UNC Opera Theatre brings performance on women’s suffrage to the Wheeler for centennial celebration
On Tuesday, the University of Northern Colorado Opera Theatre will bring “Songs of Suffrage: the Music of a Movement,” to the Wheeler Opera House for a one-night performance in honor of 2020 as the 100th anniversary year of the 19th amendment, which granted women the right to vote in the U.S.
Hosted as the Aspen Historical Society’s final “Time Travel Tuesday” for the winter season, the performance is an amended version of the historical opera “Mother of Us All,” a political fantasy centered on scenes from the life of Susan B. Anthony and her fight for women’s suffrage, which the UNC Opera Theatre is taking on tour to a handful of Colorado communities, including Aspen.
“This is a part of a nationwide celebration of the largest voting expansion in history,” said Nina Gabianelli, vice president of education and programming for the Aspen Historical Society, of “Songs of Suffrage.”
“In the heat of the #MeToo movement and women running for president, it fits historically and currently to present this.”
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The UNC Opera Theatre performance is the first of a host of Aspen Historical Society events and programming that will recognize the women’s vote centennial and honor women leaders in the Aspen area, along with Colorado’s progressive women’s suffrage journey, Gabianelli said.
According to an Aspen Historical Society timeline, national suffrage campaigner Carrie Lane Chapman, or Carrie Chapman Catt, gave a speech at the Wheeler Opera House in September 1893 just two months before men granted women the right to vote in Colorado — the second state to recognize women’s suffrage in the U.S. and 27 years before the 19th amendment was ratified.
And although Lisa Hancock, vice president and curator of collections for the Aspen Historical Society, said Aspen wasn’t the most progressive city when it came to women’s rights, many local organizations like the Pitkin County Library, Roaring Fork Transportation Authority, The Thrift Shop, the Aspen Historical Society, Aspen Center for Environmental Studies and more were in large part started and led by local women.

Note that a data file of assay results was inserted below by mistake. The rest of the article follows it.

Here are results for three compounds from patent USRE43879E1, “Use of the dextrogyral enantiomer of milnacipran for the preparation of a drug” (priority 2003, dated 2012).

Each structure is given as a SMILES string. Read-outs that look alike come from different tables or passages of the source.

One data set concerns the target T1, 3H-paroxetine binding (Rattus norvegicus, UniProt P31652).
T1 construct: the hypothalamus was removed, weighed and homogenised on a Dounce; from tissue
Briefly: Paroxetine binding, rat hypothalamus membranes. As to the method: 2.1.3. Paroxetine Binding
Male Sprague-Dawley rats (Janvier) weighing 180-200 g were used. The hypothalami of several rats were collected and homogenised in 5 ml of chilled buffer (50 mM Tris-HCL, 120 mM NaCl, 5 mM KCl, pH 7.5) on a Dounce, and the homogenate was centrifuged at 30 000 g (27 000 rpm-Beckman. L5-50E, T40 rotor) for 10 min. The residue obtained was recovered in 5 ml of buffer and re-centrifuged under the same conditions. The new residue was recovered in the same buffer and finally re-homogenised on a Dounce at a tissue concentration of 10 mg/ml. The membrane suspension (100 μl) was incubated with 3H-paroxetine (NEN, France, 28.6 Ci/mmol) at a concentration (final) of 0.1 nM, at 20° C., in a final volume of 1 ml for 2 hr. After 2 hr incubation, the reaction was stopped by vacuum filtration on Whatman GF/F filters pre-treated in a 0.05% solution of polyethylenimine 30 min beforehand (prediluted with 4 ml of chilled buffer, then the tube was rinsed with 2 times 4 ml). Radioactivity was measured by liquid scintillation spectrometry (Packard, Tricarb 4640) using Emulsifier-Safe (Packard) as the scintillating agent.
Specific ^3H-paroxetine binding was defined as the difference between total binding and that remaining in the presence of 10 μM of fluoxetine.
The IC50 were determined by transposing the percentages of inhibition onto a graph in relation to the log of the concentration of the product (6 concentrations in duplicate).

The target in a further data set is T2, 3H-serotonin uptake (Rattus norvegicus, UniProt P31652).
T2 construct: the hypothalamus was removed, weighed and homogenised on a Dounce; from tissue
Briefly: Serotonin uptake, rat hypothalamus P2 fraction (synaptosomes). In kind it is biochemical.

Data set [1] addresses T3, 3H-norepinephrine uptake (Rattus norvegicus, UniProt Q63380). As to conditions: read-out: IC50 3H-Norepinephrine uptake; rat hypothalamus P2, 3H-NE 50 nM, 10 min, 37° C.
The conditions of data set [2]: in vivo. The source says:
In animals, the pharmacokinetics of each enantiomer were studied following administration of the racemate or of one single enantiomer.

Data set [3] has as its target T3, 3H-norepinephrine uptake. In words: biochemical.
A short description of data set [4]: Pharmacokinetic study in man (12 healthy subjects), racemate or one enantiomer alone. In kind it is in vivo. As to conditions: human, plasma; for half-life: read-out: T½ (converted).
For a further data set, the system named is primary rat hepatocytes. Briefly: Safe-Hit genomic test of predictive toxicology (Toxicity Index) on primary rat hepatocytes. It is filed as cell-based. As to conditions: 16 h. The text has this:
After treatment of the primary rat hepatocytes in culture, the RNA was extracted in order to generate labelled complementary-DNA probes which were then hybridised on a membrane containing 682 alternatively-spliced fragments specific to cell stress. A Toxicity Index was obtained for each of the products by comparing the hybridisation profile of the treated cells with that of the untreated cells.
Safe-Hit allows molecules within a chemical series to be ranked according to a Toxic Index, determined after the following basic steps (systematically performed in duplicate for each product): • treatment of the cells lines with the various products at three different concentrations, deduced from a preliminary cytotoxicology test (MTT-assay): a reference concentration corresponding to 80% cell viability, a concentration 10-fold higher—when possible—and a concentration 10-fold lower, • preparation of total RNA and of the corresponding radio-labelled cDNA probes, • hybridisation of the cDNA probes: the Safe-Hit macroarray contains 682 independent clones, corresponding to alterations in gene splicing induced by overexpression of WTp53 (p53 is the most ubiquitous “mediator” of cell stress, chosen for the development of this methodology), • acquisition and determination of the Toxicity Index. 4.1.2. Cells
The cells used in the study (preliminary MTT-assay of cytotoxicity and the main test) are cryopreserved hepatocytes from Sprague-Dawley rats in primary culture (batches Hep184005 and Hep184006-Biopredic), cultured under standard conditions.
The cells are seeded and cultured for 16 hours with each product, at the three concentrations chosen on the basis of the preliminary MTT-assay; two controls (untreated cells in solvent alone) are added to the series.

“It’s easy to fall back on male-based history, but we’re really focusing on women and all of the things they’ve done for the area this year,” Hancock said.
“Aspen is a resort town and did put many women in a situation where they were (objectified), but it also did allow some women to think they can escape traditional family structures and realize they didn’t have to have traditional women’s roles.”
Celebrating the women’s suffrage and early women’s rights movement and helping people better understand its impact is exactly why the UNC Opera Theatre is partnering with organizations like the Aspen Historical Society to bring its “Songs of Suffrage” performance beyond Greeley.
The full “Mother of Us All” will be the theatre’s main spring opera this year, but Brian Clay Luedloff, director of the UNC Opera Theatre, also felt it was important to take a condensed version on tour with the addition of songs from the suffrage movement to create more of an educational experience.
“You can go to the library and learn a lot, but you learn differently through music and theatre, which provides a visceral experience,” Luedloff said.
“These experiences where you’re surrounded by the music and you see historical characters like Susan B. Anthony played using their own words are at least as important as dry, factual information.”
Luedloff also said he hopes the tour will promote engagement in conversation around women’s rights, historically and today, and in democratic participation in general. Since the UNC performance falls on Super Tuesday, locals will be able to purchase two tickets for $10 the day of the opera with their “I Voted” sticker.
Grace Peck, a UNC graduate assistant and student who will be playing the role of Anne in “Songs of Suffrage” — a role she described as Susan B. Anthony’s hype woman — expressed similar thoughts to Luedloff about the UNC Opera Theatre’s tour and its importance.
After two months of research for and rehearsal of the performance, she hopes the UNC Opera Theatre tour will help people better appreciate and reflect on the rights they have today through music.
“It’s good to remember it was not so long ago that women couldn’t vote. It’s a history that’s not so far away,” Peck said.
“I hope people come to enjoy the singing and beautiful music, but also to take the opportunity to re-educate and educate themselves on suffrage and realize how long and hard the fight was.”
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